Lombardi: Reading into Favre's comments

PackerReport.com's John Lombardi offers his thoughts on Brett Favre's comments to the media earlier this week that the Packers are more talented than Green Bay's Super Bowl teams in the mid-1990s. Lombardi sorts it all out and offers his opinion on what Favre is trying to accomplish with the younger Packers.

Brett Favre said Monday that he thinks the 2006 Packer team is the "most talented" in his tenure. This statement has created quite a stir throughout Packerland and in the national media. "Pardon the Interruption" and "Around the Horn", two shows on ESPN addressed his comments in a mocking fashion.

One pundit even went so far as to ask if Favre's skills had diminished so much that in comparison to his own talents, the team does seem better than before. In 1996, say Favre was a nine on a scale of 10. The rest of the team was an eight, so Favre saw himself as above the average. In 2006, is he a five and consequently the team which is a five at best, seems better in contrast?

Brett had qualified these statements by saying that they were maybe the least experienced team he has been on. The national media never touched on this aspect of the press conference. I guess it would have detracted from their desire to cause an argument and create conflict, which is the function of pundits and analysts as far as I can tell. How could they mock Favre if they addressed the two sides to his statement?

Favre is very optimistic if he thinks today's team can match the mid-1990's teams for pure talent and skill. It is ridiculous to compare those teams to this one, which has shown nothing and accomplished nothing. I know what he was trying to say, before the media seized on one aspect of his comments. He believes that they have potential, they have skills, but they are young and lack the savvy and experience of their counterparts from 10 years ago.

And what does anyone expect him to say? He has to say something nice and I believe that I know what he was up to. I was not at the press conference, so I do not know if a question prompted his quote, but to me the reason he said it is more interesting than what he said. A lot of people have scoffed at his statement and initially I scoffed. But I do not think Brett was talking to me and you. I think he was talking to the guys in the locker room. Some of these young guys on this team have been watching Favre since they were in knee highs. Anyone who is 21 today has been watching Favre since they were in kindergarten. What he says and does carries a lot of weight with his teammates.

The national magazines and experts have already written this team off as dead. No one has any faith in the Packers. The only positive thing I have heard anyone say about their chances is that since the NFC North is weak, the Packers have a chance to back into contention. Because the Lions and Vikings are perennial underachievers and have new coaches, the Pack has a chance. Even though the Bears had a good season last year, there is a feeling that they could be in for a letdown. If Green Bay were in the NFC East or NFC South or AFC South, the Packers would struggle to win a conference game.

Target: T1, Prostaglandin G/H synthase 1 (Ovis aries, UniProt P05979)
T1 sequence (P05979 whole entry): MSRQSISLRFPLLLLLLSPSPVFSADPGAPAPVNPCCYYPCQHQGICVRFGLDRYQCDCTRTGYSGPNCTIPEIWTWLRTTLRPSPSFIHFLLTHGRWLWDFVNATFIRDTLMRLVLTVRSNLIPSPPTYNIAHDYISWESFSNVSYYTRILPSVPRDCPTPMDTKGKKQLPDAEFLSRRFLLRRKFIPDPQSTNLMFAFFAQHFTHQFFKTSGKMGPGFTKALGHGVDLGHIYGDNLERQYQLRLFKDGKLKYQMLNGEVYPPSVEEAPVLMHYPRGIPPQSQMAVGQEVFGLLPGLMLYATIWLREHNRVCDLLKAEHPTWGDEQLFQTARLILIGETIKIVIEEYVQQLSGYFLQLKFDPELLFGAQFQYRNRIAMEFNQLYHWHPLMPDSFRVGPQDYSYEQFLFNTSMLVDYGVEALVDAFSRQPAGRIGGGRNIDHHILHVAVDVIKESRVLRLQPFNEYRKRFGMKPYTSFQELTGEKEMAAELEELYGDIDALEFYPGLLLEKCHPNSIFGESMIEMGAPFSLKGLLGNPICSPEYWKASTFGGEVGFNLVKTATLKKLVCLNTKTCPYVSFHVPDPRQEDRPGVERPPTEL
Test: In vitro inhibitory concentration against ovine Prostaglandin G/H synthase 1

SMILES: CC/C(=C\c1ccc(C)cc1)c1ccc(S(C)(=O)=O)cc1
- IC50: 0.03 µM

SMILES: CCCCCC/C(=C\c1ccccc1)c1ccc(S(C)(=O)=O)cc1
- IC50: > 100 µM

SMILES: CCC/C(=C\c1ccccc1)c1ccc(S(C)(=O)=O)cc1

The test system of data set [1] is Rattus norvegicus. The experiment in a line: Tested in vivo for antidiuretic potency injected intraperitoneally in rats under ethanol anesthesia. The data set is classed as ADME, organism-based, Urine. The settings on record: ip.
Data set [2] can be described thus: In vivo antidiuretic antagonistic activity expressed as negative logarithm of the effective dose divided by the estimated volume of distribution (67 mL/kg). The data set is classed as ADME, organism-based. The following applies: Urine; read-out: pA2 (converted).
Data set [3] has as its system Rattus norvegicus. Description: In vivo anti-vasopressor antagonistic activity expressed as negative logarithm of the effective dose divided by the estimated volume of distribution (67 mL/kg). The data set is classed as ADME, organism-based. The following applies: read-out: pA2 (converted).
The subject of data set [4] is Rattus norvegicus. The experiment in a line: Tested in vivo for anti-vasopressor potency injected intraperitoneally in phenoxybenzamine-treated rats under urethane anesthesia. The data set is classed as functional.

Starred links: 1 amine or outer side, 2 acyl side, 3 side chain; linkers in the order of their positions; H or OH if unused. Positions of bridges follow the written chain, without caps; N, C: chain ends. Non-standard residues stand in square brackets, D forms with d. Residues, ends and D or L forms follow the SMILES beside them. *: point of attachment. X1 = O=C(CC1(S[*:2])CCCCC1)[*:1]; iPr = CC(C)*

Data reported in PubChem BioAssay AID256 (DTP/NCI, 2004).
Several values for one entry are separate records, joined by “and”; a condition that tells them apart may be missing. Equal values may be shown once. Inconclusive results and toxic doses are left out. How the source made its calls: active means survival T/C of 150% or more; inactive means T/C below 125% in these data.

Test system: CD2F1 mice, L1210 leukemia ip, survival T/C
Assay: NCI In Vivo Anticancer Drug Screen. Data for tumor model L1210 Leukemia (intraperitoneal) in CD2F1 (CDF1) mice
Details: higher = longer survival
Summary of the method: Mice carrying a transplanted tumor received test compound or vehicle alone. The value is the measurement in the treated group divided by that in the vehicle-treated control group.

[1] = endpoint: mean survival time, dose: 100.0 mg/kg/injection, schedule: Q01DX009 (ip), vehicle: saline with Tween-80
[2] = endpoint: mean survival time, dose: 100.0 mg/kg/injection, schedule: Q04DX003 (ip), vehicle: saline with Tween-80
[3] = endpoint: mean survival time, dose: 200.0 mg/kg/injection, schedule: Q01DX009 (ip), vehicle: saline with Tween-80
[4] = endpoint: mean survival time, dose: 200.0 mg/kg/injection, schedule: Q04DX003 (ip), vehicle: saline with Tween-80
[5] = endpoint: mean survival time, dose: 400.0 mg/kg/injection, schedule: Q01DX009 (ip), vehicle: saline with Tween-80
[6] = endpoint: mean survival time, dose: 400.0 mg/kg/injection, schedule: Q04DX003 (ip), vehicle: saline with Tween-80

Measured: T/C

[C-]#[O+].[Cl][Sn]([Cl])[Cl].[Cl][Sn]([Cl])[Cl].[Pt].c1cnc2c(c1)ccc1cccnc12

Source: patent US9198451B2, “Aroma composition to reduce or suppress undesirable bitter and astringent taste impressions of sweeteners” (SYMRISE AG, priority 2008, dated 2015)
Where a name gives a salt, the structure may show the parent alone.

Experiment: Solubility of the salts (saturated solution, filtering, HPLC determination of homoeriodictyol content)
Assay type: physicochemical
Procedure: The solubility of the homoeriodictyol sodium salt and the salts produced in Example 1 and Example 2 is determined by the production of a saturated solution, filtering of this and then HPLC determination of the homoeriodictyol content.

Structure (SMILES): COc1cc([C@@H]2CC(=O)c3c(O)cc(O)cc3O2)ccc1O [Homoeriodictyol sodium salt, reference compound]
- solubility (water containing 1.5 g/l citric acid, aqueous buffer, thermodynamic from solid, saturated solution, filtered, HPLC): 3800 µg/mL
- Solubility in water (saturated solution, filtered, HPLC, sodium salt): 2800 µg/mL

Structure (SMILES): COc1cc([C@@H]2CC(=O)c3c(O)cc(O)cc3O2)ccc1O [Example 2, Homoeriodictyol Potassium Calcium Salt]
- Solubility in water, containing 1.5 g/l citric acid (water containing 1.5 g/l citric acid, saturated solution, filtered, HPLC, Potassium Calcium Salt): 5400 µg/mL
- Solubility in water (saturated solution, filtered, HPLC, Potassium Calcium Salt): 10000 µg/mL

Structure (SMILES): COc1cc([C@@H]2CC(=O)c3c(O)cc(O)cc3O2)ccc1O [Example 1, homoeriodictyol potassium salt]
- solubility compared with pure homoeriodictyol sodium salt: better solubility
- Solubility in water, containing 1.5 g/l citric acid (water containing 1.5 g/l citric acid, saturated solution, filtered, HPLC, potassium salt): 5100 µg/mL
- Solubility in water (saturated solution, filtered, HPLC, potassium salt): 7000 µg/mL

The players see this stuff; they hear that nothing is expected from them. They hear the comments and know that folks think this team stinks. When the rookies were drafted, I am sure that they heard condescending comments about the Packers' record. Free agents probably took the Packers performance into account when deciding where to sign. It takes its toll on the players.

The mental side is an important component of football, possibly more so than the physical. I saw this when I was at Vanderbilt. When there is a tradition of losing, it is hard to shake. Setbacks are seen as a continuation of that tradition. It is easy for players and coaches to get down quicker, because of that tradition. The Packers have not established a tradition of losing - yet. But they are on the verge of entering a down spiral that could hamper their chances of putting a winner on the field in years to come. At Vanderbilt, we had academic requirements that prevented us from recruiting many players. When it comes down to going to Vanderbilt or LSU, even the academically qualified players go with a winning program.

I think Favre was talking to his teammates more than the public. He was sending a message to his teammates that in spite of their youth and lack of experiences, he has faith in them. Coming from a legend like Favre, that means a lot to a kid who may have just been out of diapers when Favre came to Green Bay. I can see some of them sipping a Coke and saying, "Hey Brett Favre thinks I'm good."

Favre is not a vocal leader like Reggie White, but he does what he can. Knowing that Brett believes in you leads to confidence which improves performance. It could win some games.

And in the weak NFC North, a couple of extra wins could mean playoffs!


John Lombardi

Editor's note: John Lombardi is the grandson of legendary coach Vince Lombardi. His football experience includes stints with two teams in the World League (now NFL Europe); in the scouting departments of the Cleveland Browns and Tennessee Titans; and graduate assistant coach and director of football operations at Vanderbilt. E-mail him at johnlombardi22@yahoo.com.


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